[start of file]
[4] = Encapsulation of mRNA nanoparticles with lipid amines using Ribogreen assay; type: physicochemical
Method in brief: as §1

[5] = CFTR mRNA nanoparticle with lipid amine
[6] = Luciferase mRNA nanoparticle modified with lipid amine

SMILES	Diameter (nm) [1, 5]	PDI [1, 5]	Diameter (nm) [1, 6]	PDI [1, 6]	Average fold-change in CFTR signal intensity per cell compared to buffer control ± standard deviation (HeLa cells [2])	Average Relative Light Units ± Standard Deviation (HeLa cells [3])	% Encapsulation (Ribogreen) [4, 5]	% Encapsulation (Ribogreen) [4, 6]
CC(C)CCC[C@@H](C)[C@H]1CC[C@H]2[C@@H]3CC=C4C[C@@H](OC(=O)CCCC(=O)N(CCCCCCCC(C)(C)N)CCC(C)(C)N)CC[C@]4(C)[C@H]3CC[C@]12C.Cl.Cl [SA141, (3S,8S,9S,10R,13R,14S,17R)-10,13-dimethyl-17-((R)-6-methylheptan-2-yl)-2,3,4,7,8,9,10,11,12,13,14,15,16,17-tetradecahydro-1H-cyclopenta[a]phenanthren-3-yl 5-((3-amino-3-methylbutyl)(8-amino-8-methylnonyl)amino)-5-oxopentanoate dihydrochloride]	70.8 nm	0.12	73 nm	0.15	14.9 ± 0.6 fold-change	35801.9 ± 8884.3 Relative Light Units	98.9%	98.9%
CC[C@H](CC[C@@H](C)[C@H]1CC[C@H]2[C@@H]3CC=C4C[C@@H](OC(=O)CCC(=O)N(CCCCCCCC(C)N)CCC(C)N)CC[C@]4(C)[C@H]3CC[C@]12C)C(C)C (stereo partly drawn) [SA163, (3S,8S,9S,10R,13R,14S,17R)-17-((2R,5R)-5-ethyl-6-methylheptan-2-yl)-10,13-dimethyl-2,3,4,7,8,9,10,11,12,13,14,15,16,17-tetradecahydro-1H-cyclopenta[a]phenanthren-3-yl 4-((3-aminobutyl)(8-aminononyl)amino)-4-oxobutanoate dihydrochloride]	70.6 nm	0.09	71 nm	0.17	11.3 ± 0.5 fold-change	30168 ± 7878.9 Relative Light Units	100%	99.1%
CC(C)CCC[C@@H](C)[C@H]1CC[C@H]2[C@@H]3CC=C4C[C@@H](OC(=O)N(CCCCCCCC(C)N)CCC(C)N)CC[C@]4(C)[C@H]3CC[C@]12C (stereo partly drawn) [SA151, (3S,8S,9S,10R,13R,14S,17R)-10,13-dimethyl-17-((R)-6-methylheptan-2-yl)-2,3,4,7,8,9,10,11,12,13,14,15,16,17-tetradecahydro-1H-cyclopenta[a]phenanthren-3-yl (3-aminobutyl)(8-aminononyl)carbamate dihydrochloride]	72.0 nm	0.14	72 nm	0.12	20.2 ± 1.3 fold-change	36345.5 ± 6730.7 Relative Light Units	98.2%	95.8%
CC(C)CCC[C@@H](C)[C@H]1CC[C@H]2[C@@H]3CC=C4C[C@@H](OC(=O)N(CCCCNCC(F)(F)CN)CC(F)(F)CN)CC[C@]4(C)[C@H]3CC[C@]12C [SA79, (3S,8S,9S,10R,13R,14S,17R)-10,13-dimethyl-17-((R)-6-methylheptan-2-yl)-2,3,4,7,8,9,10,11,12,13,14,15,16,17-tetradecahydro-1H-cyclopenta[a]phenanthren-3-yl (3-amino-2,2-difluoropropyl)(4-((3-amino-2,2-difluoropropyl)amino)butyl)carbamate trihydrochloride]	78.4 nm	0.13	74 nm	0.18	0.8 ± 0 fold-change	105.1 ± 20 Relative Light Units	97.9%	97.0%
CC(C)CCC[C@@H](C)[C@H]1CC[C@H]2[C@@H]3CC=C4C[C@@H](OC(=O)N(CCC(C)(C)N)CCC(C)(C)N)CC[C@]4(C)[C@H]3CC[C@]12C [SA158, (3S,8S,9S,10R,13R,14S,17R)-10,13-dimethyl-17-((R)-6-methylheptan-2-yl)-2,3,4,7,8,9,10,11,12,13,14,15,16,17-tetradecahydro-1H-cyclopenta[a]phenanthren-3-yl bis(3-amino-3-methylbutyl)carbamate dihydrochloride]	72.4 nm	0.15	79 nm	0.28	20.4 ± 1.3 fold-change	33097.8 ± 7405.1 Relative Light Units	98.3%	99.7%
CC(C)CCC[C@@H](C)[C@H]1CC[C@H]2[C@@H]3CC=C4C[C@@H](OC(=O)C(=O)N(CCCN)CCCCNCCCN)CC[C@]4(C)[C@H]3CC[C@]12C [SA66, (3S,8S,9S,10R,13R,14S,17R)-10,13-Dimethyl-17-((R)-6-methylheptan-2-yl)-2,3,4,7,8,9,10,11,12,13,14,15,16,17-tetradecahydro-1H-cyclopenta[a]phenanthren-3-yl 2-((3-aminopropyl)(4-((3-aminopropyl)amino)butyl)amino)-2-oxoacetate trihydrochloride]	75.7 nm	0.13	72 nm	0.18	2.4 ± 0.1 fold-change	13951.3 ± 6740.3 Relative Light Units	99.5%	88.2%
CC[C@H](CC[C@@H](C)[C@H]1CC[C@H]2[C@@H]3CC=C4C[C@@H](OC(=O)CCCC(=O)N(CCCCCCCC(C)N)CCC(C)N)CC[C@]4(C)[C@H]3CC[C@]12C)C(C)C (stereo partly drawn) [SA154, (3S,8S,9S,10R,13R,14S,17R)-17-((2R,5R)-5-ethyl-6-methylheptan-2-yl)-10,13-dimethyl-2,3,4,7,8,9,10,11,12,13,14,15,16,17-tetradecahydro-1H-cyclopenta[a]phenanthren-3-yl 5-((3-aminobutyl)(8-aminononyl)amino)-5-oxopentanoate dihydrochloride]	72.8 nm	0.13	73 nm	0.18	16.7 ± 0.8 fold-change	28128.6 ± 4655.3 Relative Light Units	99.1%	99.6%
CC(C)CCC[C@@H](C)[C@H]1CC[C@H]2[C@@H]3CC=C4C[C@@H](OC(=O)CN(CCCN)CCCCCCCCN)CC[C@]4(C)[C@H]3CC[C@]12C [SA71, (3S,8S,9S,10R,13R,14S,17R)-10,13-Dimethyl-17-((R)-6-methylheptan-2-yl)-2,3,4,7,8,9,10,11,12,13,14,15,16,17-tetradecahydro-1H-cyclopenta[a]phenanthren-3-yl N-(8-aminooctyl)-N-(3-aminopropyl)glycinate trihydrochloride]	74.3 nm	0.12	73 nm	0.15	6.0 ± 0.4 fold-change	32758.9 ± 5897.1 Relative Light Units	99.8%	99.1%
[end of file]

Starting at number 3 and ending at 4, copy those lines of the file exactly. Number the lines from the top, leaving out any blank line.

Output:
[5] = CFTR mRNA nanoparticle with lipid amine
[6] = Luciferase mRNA nanoparticle modified with lipid amine